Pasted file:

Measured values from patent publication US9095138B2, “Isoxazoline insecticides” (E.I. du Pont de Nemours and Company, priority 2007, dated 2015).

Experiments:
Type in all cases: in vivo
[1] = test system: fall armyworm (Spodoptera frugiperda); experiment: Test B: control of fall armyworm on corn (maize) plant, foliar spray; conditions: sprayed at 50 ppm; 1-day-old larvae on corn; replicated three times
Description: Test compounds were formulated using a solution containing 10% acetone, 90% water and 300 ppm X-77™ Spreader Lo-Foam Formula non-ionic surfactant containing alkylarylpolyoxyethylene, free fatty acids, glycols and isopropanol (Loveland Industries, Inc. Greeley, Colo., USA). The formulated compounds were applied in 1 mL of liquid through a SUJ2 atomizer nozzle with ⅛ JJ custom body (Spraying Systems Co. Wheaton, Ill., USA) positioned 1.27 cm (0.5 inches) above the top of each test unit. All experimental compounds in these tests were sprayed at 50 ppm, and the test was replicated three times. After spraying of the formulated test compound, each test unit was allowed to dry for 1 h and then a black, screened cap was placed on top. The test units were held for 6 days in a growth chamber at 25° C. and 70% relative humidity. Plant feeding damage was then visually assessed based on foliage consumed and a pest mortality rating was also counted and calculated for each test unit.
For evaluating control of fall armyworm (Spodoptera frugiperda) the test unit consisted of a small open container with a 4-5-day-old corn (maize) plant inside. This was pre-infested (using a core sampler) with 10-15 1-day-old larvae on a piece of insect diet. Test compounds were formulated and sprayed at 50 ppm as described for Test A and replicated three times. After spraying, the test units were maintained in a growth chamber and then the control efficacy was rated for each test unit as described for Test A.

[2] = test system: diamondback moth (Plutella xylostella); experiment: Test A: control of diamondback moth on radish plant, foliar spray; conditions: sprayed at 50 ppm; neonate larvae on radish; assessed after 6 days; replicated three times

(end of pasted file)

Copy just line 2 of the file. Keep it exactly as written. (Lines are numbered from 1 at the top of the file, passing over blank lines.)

Experiments: